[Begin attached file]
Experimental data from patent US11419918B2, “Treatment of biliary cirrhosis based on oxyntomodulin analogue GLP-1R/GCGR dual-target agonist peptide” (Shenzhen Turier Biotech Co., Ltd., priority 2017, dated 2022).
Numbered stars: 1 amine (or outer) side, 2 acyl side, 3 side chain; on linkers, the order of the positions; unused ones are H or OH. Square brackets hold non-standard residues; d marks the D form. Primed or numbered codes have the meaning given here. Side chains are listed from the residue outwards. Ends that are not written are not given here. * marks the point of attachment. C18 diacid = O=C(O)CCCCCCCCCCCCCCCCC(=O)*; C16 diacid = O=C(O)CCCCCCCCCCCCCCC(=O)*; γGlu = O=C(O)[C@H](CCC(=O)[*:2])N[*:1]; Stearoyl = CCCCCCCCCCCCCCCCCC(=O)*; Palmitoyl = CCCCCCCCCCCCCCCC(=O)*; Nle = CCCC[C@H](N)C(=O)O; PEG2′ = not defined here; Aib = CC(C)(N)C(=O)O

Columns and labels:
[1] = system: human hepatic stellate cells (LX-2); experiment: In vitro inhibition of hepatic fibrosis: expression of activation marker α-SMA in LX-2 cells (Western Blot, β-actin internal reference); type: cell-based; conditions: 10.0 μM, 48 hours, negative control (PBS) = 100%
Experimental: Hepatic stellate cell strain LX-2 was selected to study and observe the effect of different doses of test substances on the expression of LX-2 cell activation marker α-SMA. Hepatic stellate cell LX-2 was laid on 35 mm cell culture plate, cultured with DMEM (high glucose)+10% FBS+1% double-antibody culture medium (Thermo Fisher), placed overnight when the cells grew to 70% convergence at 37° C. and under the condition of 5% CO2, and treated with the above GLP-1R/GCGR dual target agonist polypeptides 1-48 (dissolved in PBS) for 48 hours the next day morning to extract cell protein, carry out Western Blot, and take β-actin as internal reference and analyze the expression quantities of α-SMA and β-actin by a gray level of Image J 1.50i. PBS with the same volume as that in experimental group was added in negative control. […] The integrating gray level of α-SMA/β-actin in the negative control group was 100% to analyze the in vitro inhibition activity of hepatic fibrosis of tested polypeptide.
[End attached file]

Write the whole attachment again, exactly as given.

Experimental data from patent US11419918B2, “Treatment of biliary cirrhosis based on oxyntomodulin analogue GLP-1R/GCGR dual-target agonist peptide” (Shenzhen Turier Biotech Co., Ltd., priority 2017, dated 2022).
Numbered stars: 1 amine (or outer) side, 2 acyl side, 3 side chain; on linkers, the order of the positions; unused ones are H or OH. Square brackets hold non-standard residues; d marks the D form. Primed or numbered codes have the meaning given here. Side chains are listed from the residue outwards. Ends that are not written are not given here. * marks the point of attachment. C18 diacid = O=C(O)CCCCCCCCCCCCCCCCC(=O)*; C16 diacid = O=C(O)CCCCCCCCCCCCCCC(=O)*; γGlu = O=C(O)[C@H](CCC(=O)[*:2])N[*:1]; Stearoyl = CCCCCCCCCCCCCCCCCC(=O)*; Palmitoyl = CCCCCCCCCCCCCCCC(=O)*; Nle = CCCC[C@H](N)C(=O)O; PEG2′ = not defined here; Aib = CC(C)(N)C(=O)O

Columns and labels:
[1] = system: human hepatic stellate cells (LX-2); experiment: In vitro inhibition of hepatic fibrosis: expression of activation marker α-SMA in LX-2 cells (Western Blot, β-actin internal reference); type: cell-based; conditions: 10.0 μM, 48 hours, negative control (PBS) = 100%
Experimental: Hepatic stellate cell strain LX-2 was selected to study and observe the effect of different doses of test substances on the expression of LX-2 cell activation marker α-SMA. Hepatic stellate cell LX-2 was laid on 35 mm cell culture plate, cultured with DMEM (high glucose)+10% FBS+1% double-antibody culture medium (Thermo Fisher), placed overnight when the cells grew to 70% convergence at 37° C. and under the condition of 5% CO2, and treated with the above GLP-1R/GCGR dual target agonist polypeptides 1-48 (dissolved in PBS) for 48 hours the next day morning to extract cell protein, carry out Western Blot, and take β-actin as internal reference and analyze the expression quantities of α-SMA and β-actin by a gray level of Image J 1.50i. PBS with the same volume as that in experimental group was added in negative control. […] The integrating gray level of α-SMA/β-actin in the negative control group was 100% to analyze the in vitro inhibition activity of hepatic fibrosis of tested polypeptide.